This Sustainable Life

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322: Sex, drugs, and rock and roll, part 1: Rock and Roll

Ep. 322

Growing up in Philadelphia in the 70s meant Bruce Springsteen was a part of my life. I’ll always remember a fan in a promotional radio b-roll clip from one of the classic rock stations saying excitedly, definitively, “He’s the best, he’s Bruce. . . He’s the Boss!”

One of the earliest albums I bought was Greetings From Asbury Park, NJ. My high school girlfriend’s older brother saw every show of his he could. I loved the Beatles most as a kid, but I’ve come to appreciate Bruce more over the years. I don’t know anyone else who does anything like him, so raw, open, and honest, yet able to fill stadiums for weeks on end—not in music anyway. Maybe Muhammad Ali. If Woody Allen kept making movies at the Annie Hall level? Fellini? Malcolm X? I’m sure there are others that did the same but didn’t speak to me as personally. Billy Holiday?


 

I didn’t know his show Springsteen on Broadway was on TV. I watched it and couldn’t believe what I saw—how touching, personal, and meaningful a rock star could make a show. He spoke and sang so personally, the performance defied what I could imagine anyone expecting.

The New York Times review, ‘Springsteen on Broadway’ Reveals the Artist, Real and Intense, described it well so I won’t try. Besides, you can watch it.

Wikipedia summarized critical reactions:

The New York Times said “as portraits of artists go, there may never have been anything as real—and beautiful—on Broadway”.[19] Rolling Stone noted “it is one of the most compelling and profound shows by a rock musician in recent memory”.[20] The Guardian observed “there’s a fragility and a new light cast on the songs and his relationship with Scialfa, as if he stands in her emotional shadow”.[21] Variety reported the show “is as much a self-made monument to its master’s vision and hurricane-force ambition as it is to his life and career, and it bears the mark of a self-made man who’ll write his own history”.[22]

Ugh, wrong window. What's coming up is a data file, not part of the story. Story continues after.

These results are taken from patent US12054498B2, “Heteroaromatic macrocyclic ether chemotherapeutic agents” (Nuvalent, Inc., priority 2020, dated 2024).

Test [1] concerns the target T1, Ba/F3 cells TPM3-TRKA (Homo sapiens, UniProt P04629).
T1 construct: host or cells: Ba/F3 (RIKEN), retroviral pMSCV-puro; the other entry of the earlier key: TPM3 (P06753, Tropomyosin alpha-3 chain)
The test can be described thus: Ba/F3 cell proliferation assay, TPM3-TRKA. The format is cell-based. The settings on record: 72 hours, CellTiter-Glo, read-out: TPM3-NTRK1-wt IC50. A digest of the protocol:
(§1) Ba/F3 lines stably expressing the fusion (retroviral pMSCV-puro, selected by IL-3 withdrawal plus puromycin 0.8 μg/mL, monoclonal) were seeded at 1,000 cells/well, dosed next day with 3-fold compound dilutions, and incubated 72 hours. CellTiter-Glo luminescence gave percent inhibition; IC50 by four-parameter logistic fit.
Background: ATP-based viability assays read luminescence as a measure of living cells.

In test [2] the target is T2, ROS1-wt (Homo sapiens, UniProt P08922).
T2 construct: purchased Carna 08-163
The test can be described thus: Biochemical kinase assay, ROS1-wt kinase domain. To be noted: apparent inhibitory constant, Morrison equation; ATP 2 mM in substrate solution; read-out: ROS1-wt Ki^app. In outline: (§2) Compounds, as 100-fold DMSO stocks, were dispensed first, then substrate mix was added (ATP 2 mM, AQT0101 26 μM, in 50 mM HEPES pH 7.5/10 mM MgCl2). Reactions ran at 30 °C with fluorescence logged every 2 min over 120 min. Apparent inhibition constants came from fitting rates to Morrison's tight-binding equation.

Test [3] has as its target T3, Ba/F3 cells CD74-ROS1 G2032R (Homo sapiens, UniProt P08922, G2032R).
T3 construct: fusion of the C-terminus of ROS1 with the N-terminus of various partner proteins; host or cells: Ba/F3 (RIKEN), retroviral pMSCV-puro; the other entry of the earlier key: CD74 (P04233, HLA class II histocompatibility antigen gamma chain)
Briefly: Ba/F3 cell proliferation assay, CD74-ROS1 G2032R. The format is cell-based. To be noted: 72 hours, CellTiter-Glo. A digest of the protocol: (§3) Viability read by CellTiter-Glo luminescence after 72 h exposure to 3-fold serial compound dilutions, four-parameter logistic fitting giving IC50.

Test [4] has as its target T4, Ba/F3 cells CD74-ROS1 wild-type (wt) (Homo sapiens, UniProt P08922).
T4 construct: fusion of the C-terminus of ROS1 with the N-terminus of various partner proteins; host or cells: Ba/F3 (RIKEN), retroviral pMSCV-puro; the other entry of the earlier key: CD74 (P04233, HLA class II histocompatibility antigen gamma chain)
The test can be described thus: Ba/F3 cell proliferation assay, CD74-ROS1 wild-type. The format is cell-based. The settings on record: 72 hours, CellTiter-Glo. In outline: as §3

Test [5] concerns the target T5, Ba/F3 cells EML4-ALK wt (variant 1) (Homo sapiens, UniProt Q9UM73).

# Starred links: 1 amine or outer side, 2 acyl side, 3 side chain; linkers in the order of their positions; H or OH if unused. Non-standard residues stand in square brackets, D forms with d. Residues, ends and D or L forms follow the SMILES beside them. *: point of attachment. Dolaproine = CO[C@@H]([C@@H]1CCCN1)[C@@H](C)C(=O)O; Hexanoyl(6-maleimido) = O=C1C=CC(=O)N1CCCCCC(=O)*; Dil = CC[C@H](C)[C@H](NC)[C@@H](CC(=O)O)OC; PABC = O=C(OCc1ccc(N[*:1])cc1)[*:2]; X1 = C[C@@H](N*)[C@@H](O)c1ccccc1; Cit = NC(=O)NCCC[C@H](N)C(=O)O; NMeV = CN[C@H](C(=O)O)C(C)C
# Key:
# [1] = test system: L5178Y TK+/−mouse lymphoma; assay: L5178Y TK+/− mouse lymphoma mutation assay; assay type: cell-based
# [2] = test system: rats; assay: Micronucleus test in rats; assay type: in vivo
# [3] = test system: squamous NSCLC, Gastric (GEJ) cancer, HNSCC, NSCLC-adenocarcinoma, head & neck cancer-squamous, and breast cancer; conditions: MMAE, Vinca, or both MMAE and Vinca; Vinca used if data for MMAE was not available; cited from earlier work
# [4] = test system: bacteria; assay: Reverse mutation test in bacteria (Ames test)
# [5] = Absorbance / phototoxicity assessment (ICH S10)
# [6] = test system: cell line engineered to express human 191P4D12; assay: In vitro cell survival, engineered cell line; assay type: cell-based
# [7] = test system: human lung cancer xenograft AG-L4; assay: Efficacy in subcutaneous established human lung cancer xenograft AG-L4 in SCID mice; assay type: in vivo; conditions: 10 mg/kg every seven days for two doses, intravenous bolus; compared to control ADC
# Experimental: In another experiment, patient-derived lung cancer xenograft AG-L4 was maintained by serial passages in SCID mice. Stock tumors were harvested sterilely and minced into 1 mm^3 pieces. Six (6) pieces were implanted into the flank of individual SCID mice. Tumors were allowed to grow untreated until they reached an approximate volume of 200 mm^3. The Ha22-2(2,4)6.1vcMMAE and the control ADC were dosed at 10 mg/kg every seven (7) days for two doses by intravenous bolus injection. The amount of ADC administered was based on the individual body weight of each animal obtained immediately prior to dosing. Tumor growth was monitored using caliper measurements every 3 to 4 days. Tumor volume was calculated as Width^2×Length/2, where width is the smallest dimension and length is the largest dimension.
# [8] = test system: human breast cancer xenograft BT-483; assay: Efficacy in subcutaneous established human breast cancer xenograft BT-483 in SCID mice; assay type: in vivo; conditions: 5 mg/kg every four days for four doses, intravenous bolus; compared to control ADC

On June 10, 2018, Springsteen received a special Tony Award for Springsteen on Broadway.

In his words:

I wanted to do some shows that were as personal and as intimate as possible. I chose Broadway for this project because it has the beautiful old theaters which seemed like the right setting for what I have in mind. In fact, with one or two exceptions, the 960 seats of the Walter Kerr Theatre is probably the smallest venue I’ve played in the last 40 years. My show is just me, the guitar, the piano and the words and music. Some of the show is spoken, some of it is sung. It loosely follows the arc of my life and my work. All of it together is in pursuit of my constant goal to provide an entertaining evening and to communicate something of value.

Inspiration

Why the title of this blog post: The Joshua Spodek Show?

I’m writing in the throes of inspiration to stop holding back important parts of my life. People keep asking more about me, what motivates me so much to what they see as extreme, but seems normal to me.

My paychecks from NYU and the corporate world kept me from sharing about the sex, drugs, and rock and roll. Meanwhile, the more I shared, in drips and drabs, the more people appreciated what I shared. Sharing intimate parts of my life led to more coaching clients seeking more rebirth and growth. I haven’t considered these hidden parts meaningful since I thought everyone lived their versions, but I loved hearing Bruce share his on Broadway and realized I loved hearing him share himself his whole life.

Meanwhile, the virus decimated my speaking and workshop business despite it revealing the world’s catastrophic lack of environmental leadership. NYU’s culture of academic, theoretical, compliance-based education increasingly clashes with my active, experiential, project-based way of teaching they give lip service to but don’t practice.

What have I got to lose?

Restoring nature requires change on his scale. Can I do it? I don’t know, but not by holding back.

Last year a couple volunteers who helped with my podcast persuaded me to change the podcast name to the Joshua Spodek Show. I held back because I considered the overlapping topics of leadership and the environment the foreground and myself the background.